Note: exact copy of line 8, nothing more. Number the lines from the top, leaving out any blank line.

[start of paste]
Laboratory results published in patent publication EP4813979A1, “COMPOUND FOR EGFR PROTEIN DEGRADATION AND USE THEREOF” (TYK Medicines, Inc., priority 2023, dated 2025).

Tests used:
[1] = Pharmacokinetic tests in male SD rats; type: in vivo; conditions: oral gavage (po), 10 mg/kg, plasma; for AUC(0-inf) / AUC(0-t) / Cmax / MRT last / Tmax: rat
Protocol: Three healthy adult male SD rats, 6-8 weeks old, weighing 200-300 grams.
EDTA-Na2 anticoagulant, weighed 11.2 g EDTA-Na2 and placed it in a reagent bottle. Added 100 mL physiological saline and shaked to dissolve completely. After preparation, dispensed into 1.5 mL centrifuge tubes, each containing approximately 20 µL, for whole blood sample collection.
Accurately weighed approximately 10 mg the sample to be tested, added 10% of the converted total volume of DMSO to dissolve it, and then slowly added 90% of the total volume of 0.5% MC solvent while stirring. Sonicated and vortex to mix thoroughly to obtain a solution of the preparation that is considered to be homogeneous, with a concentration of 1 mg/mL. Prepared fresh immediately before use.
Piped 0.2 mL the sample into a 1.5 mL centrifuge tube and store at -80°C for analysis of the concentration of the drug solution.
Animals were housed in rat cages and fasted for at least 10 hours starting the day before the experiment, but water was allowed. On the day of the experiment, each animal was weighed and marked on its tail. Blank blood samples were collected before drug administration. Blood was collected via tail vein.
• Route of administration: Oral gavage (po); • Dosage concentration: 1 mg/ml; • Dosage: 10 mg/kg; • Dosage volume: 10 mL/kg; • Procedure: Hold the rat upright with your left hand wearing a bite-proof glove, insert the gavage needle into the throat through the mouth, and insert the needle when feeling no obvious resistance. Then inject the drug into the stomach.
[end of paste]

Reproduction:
Animals were housed in rat cages and fasted for at least 10 hours starting the day before the experiment, but water was allowed. On the day of the experiment, each animal was weighed and marked on its tail. Blank blood samples were collected before drug administration. Blood was collected via tail vein.